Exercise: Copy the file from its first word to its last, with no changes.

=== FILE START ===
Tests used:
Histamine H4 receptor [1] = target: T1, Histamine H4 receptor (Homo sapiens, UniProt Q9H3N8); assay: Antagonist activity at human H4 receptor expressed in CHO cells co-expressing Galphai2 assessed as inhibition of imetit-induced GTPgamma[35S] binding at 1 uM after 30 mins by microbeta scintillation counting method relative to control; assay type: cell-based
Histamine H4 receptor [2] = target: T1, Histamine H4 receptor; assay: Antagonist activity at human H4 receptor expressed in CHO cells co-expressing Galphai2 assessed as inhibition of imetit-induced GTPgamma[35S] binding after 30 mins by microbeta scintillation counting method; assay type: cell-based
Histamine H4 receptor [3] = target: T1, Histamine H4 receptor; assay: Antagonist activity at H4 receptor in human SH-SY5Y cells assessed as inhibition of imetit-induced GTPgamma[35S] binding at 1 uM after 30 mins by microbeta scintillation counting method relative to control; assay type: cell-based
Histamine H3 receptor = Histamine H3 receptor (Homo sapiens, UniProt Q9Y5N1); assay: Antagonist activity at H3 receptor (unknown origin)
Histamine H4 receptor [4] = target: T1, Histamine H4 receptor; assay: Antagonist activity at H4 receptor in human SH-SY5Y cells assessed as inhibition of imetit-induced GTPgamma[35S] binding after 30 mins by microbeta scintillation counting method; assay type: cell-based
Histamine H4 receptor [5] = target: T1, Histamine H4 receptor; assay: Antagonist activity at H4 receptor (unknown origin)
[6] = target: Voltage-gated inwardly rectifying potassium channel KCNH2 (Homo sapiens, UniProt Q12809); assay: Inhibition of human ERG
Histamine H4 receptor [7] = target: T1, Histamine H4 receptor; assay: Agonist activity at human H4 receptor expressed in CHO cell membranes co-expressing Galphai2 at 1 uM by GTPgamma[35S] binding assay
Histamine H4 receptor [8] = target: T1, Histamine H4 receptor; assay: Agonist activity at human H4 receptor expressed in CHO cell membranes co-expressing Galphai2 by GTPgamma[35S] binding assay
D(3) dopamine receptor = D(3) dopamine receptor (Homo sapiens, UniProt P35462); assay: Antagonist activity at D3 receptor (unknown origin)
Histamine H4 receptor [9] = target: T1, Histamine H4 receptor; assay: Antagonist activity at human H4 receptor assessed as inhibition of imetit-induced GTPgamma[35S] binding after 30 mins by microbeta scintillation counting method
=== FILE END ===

Tests used:
Histamine H4 receptor [1] = target: T1, Histamine H4 receptor (Homo sapiens, UniProt Q9H3N8); assay: Antagonist activity at human H4 receptor expressed in CHO cells co-expressing Galphai2 assessed as inhibition of imetit-induced GTPgamma[35S] binding at 1 uM after 30 mins by microbeta scintillation counting method relative to control; assay type: cell-based
Histamine H4 receptor [2] = target: T1, Histamine H4 receptor; assay: Antagonist activity at human H4 receptor expressed in CHO cells co-expressing Galphai2 assessed as inhibition of imetit-induced GTPgamma[35S] binding after 30 mins by microbeta scintillation counting method; assay type: cell-based
Histamine H4 receptor [3] = target: T1, Histamine H4 receptor; assay: Antagonist activity at H4 receptor in human SH-SY5Y cells assessed as inhibition of imetit-induced GTPgamma[35S] binding at 1 uM after 30 mins by microbeta scintillation counting method relative to control; assay type: cell-based
Histamine H3 receptor = Histamine H3 receptor (Homo sapiens, UniProt Q9Y5N1); assay: Antagonist activity at H3 receptor (unknown origin)
Histamine H4 receptor [4] = target: T1, Histamine H4 receptor; assay: Antagonist activity at H4 receptor in human SH-SY5Y cells assessed as inhibition of imetit-induced GTPgamma[35S] binding after 30 mins by microbeta scintillation counting method; assay type: cell-based
Histamine H4 receptor [5] = target: T1, Histamine H4 receptor; assay: Antagonist activity at H4 receptor (unknown origin)
[6] = target: Voltage-gated inwardly rectifying potassium channel KCNH2 (Homo sapiens, UniProt Q12809); assay: Inhibition of human ERG
Histamine H4 receptor [7] = target: T1, Histamine H4 receptor; assay: Agonist activity at human H4 receptor expressed in CHO cell membranes co-expressing Galphai2 at 1 uM by GTPgamma[35S] binding assay
Histamine H4 receptor [8] = target: T1, Histamine H4 receptor; assay: Agonist activity at human H4 receptor expressed in CHO cell membranes co-expressing Galphai2 by GTPgamma[35S] binding assay
D(3) dopamine receptor = D(3) dopamine receptor (Homo sapiens, UniProt P35462); assay: Antagonist activity at D3 receptor (unknown origin)
Histamine H4 receptor [9] = target: T1, Histamine H4 receptor; assay: Antagonist activity at human H4 receptor assessed as inhibition of imetit-induced GTPgamma[35S] binding after 30 mins by microbeta scintillation counting method